Dodgers’ Dan Haren roughed up by Rockies in 10-4 loss

Dodgers starter Dan Haren delivers a pitch during the first inning of a 10-4 loss to the Colorado Rockies on Tuesday.
(Jack Dempsey / Associated Press)

If Hyun-Jin Ryu can’t pitch in October, Dan Haren will be the Dodgers’ No. 3 starter in the playoffs.

The potential downside of that was showcased Tuesday night, when Haren was charged with five runs in five innings of a 10-4 defeat to the Colorado Rockies.

With Ryu sidelined by shoulder inflammation, Haren understands what how important he could be to the Dodgers next month, which is why he said it was important to pitch better when he faces the Chicago Cubs on Sunday at Wrigley Field.


“I want to go into the playoffs, if we can get there, on a high note,” Haren said. “With Ryu, I don’t really know what’s going on with him. Of course, we’d love to have him for the playoffs. I think it’s still possible. That said, I’m expecting, at some point, to be called upon. I have to be my best.”

Ryu’s absence isn’t the only problem that faces the Dodgers, whose lead over the second-place San Francisco Giants in the National League West was reduced to three games.

Hanley Ramirez was a late scratch from the lineup because of a strained right elbow.

“He was having trouble getting loose throwing,” Manager Don Mattingly said.

Mattingly said he didn’t know the severity of Ramirez’s injury.

While Ramirez couldn’t throw, he was able to pinch-hit in the sixth inning.


With Ramirez out of the lineup, Justin Turner started at shortstop.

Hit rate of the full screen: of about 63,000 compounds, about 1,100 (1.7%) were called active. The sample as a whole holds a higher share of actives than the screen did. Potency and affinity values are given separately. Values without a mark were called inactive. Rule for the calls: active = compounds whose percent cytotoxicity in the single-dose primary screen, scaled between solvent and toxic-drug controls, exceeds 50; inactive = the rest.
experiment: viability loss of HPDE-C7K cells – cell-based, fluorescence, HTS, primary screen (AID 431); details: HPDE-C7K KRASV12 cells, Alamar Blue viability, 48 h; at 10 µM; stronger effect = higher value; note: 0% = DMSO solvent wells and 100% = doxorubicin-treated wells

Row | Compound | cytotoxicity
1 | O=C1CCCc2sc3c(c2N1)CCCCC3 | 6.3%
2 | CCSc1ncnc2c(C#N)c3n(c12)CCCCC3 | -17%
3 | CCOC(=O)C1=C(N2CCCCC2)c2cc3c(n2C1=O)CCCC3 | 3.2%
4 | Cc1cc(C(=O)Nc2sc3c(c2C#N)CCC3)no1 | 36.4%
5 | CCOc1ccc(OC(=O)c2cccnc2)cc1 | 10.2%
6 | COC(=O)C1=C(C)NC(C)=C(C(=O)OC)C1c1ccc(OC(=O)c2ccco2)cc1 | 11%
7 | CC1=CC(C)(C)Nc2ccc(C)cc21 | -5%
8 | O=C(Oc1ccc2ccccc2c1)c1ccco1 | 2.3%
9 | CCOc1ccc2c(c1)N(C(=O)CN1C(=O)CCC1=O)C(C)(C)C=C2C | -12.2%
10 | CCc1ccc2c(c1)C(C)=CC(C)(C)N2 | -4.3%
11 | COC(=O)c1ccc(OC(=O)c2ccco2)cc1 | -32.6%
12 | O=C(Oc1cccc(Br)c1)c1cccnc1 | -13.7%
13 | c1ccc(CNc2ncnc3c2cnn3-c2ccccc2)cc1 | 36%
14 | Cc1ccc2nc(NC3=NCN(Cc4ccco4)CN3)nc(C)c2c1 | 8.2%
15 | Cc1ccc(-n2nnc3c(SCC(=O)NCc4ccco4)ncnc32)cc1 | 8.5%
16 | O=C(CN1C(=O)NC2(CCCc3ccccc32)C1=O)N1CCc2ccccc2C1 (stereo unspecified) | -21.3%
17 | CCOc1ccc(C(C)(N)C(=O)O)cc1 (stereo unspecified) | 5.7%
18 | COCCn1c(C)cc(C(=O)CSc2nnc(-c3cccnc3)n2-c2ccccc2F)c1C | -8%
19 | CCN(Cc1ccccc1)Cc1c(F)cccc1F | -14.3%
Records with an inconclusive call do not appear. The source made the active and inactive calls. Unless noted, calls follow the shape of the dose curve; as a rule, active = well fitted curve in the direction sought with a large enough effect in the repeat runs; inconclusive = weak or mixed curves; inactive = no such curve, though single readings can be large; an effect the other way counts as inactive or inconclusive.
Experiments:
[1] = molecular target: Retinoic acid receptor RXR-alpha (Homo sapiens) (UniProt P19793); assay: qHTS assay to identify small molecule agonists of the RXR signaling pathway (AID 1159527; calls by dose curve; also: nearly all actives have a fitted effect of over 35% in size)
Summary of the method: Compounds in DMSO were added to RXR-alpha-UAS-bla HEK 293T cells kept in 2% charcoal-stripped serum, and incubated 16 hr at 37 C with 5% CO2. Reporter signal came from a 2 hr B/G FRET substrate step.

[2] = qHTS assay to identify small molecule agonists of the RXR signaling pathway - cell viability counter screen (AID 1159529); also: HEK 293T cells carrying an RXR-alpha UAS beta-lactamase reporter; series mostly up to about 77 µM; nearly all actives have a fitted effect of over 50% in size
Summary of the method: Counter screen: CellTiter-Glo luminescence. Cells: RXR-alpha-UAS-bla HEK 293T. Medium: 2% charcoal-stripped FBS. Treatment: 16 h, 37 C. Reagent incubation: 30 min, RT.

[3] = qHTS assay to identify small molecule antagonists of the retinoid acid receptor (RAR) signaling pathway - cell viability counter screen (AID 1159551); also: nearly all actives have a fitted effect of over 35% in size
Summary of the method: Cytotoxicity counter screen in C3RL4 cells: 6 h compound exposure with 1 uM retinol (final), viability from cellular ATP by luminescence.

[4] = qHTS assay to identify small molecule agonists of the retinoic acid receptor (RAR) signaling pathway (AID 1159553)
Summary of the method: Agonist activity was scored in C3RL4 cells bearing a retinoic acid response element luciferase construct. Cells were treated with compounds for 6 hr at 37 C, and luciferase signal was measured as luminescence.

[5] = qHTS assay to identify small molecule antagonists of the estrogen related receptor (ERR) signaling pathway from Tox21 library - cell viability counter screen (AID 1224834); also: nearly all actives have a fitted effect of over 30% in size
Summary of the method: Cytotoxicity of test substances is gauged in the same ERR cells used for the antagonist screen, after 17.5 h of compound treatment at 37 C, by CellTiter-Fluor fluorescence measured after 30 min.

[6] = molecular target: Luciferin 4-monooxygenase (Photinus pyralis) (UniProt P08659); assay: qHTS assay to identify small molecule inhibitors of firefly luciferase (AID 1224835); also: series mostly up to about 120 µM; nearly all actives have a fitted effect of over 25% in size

On this day, it didn’t matter. Turner was three for four with two doubles, the first of which drove in the Dodgers’ two runs in the sixth inning.

Excluding Turner’s two-run double, the Dodgers were two for 13 with runners in scoring position. That’s why they scored only four runs on their 16 hits.

Turner figures to start again Wednesday, as Mattingly sounded as if he didn’t think Ramirez would be ready to play.

Turner will be playing behind rookie right-hander Carlos Frias, who will be making his second career start. Frias replaced Ryu in the rotation.

Even without Ryu, the Dodgers still have two of the game’s best pitchers in Clayton Kershaw and Zack Greinke. But their rotation otherwise consists of Frias, Haren and a slumping Roberto Hernandez.

Haren is 13-11 with a 4.14 earned-run average, which are solid numbers for a fourth or fifth starter. His $10-million salary should be viewed as a bargain.

Still, sending Haren to the mound in the postseason would be a considerable risk for the Dodgers. As this defeat to the Rockies demonstrated, Haren is usually brilliant or awful and rarely anything in between.

On this day, Haren’s troubles started in the first inning with a disputed full-count pitch to leadoff hitter Charlie Blackmon. Haren thought it was a strike. Home plate umpire D.J. Reyburn thought otherwise.

“It was a tough way to start, for sure,” Haren said. “The guy had a pretty generous zone most of the night, except for that one.”

The next batter, Josh Rutledge, singled. Blackmon advanced to third base on the play and Rutledge reached second when center fielder Yasiel Puig tried to throw out Blackmon.

Blackmon scored on a groundout by Justin Morneau. Rutledge doubled the Rockies’ lead to 2-0 when he went home on a wild pitch that Haren uncorked to Drew Stubbs.

The leadoff runner reached base again in the second inning, when Michael McKenry doubled off Haren. McKenry later scored to increase the Rockies’ advantage to 3-0.

The final blow against Haren was delivered in the fourth inning by Corey Dickerson, who hit a towering two-run home run to right field.

In Haren’s defense, he was 3-0 with an ERA of 0.69 in his previous four starts. Also, Coors Field, with its spacious outfield and thin air, is a notorious hitter’s park. Haren’s history here was a mixed, as he was 5-4 with a 5.29 ERA in his previous 10 starts at the stadium.

“If I could just throw out my two Coors Field starts, I’d feel a lot better about my year,” Haren said.

The other time he pitched here this season, he gave up eight runs in 51/3 innings.

“I’ll just put it behind me, move on to the next one,” Haren said. “I have one or two left. They have be good ones for us to get to where we want to go.”